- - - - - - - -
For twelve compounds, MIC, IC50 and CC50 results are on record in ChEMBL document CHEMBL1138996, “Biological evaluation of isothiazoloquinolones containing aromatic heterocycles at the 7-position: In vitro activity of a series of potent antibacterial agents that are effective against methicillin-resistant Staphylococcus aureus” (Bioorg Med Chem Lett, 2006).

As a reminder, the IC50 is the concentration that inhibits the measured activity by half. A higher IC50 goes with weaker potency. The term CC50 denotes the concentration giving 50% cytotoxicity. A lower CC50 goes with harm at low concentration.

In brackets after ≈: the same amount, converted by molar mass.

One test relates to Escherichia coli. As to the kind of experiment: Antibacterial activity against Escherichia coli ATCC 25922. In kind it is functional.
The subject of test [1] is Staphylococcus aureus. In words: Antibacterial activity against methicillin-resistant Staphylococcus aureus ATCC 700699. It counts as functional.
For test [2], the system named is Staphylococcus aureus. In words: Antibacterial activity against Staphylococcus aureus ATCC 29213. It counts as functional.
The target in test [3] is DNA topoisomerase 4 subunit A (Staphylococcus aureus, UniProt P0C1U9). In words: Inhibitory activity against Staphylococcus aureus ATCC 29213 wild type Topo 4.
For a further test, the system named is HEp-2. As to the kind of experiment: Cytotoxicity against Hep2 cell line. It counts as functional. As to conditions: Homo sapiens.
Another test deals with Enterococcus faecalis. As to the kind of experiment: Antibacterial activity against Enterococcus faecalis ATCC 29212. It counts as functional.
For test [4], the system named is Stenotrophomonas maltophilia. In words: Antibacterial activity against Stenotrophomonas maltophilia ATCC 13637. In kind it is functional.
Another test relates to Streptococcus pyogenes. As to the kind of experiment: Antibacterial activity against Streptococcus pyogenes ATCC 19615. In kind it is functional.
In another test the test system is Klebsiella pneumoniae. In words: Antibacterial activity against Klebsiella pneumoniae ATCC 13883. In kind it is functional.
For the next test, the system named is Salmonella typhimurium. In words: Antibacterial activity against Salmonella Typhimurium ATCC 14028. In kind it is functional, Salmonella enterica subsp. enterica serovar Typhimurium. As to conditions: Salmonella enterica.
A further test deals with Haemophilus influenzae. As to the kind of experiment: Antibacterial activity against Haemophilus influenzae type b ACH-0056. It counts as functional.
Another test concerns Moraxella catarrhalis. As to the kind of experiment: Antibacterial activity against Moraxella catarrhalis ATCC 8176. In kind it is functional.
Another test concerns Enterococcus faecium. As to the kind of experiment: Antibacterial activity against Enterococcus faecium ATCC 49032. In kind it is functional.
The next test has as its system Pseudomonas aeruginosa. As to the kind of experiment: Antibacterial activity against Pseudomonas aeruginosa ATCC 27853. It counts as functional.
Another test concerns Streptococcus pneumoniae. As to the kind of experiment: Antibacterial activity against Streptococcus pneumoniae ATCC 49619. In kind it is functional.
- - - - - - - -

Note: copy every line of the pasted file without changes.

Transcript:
For twelve compounds, MIC, IC50 and CC50 results are on record in ChEMBL document CHEMBL1138996, “Biological evaluation of isothiazoloquinolones containing aromatic heterocycles at the 7-position: In vitro activity of a series of potent antibacterial agents that are effective against methicillin-resistant Staphylococcus aureus” (Bioorg Med Chem Lett, 2006).

As a reminder, the IC50 is the concentration that inhibits the measured activity by half. A higher IC50 goes with weaker potency. The term CC50 denotes the concentration giving 50% cytotoxicity. A lower CC50 goes with harm at low concentration.

In brackets after ≈: the same amount, converted by molar mass.

One test relates to Escherichia coli. As to the kind of experiment: Antibacterial activity against Escherichia coli ATCC 25922. In kind it is functional.
The subject of test [1] is Staphylococcus aureus. In words: Antibacterial activity against methicillin-resistant Staphylococcus aureus ATCC 700699. It counts as functional.
For test [2], the system named is Staphylococcus aureus. In words: Antibacterial activity against Staphylococcus aureus ATCC 29213. It counts as functional.
The target in test [3] is DNA topoisomerase 4 subunit A (Staphylococcus aureus, UniProt P0C1U9). In words: Inhibitory activity against Staphylococcus aureus ATCC 29213 wild type Topo 4.
For a further test, the system named is HEp-2. As to the kind of experiment: Cytotoxicity against Hep2 cell line. It counts as functional. As to conditions: Homo sapiens.
Another test deals with Enterococcus faecalis. As to the kind of experiment: Antibacterial activity against Enterococcus faecalis ATCC 29212. It counts as functional.
For test [4], the system named is Stenotrophomonas maltophilia. In words: Antibacterial activity against Stenotrophomonas maltophilia ATCC 13637. In kind it is functional.
Another test relates to Streptococcus pyogenes. As to the kind of experiment: Antibacterial activity against Streptococcus pyogenes ATCC 19615. In kind it is functional.
In another test the test system is Klebsiella pneumoniae. In words: Antibacterial activity against Klebsiella pneumoniae ATCC 13883. In kind it is functional.
For the next test, the system named is Salmonella typhimurium. In words: Antibacterial activity against Salmonella Typhimurium ATCC 14028. In kind it is functional, Salmonella enterica subsp. enterica serovar Typhimurium. As to conditions: Salmonella enterica.
A further test deals with Haemophilus influenzae. As to the kind of experiment: Antibacterial activity against Haemophilus influenzae type b ACH-0056. It counts as functional.
Another test concerns Moraxella catarrhalis. As to the kind of experiment: Antibacterial activity against Moraxella catarrhalis ATCC 8176. In kind it is functional.
Another test concerns Enterococcus faecium. As to the kind of experiment: Antibacterial activity against Enterococcus faecium ATCC 49032. In kind it is functional.
The next test has as its system Pseudomonas aeruginosa. As to the kind of experiment: Antibacterial activity against Pseudomonas aeruginosa ATCC 27853. It counts as functional.
Another test concerns Streptococcus pneumoniae. As to the kind of experiment: Antibacterial activity against Streptococcus pneumoniae ATCC 49619. In kind it is functional.